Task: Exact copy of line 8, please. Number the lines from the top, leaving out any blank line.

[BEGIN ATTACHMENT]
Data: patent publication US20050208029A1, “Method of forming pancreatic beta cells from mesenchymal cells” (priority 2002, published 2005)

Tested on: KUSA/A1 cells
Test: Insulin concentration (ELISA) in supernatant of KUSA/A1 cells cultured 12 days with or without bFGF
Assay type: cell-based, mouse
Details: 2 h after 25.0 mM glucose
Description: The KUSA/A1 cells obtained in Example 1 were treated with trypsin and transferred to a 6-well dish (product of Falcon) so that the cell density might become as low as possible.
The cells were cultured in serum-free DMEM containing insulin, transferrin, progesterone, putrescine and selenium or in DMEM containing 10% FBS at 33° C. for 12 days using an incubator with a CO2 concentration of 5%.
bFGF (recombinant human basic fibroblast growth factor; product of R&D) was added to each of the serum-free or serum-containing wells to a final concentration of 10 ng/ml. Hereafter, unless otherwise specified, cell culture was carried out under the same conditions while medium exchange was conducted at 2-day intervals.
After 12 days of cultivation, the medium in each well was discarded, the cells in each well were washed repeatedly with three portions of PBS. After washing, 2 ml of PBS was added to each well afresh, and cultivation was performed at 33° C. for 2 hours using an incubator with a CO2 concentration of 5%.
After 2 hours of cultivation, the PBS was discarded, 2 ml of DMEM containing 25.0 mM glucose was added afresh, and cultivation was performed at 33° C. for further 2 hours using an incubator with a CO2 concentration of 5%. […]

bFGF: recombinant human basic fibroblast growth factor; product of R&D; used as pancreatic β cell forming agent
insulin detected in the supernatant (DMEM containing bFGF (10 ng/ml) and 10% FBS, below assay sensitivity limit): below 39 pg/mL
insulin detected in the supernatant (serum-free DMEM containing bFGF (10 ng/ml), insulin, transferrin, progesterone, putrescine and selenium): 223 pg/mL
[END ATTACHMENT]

bFGF (recombinant human basic fibroblast growth factor; product of R&D) was added to each of the serum-free or serum-containing wells to a final concentration of 10 ng/ml. Hereafter, unless otherwise specified, cell culture was carried out under the same conditions while medium exchange was conducted at 2-day intervals.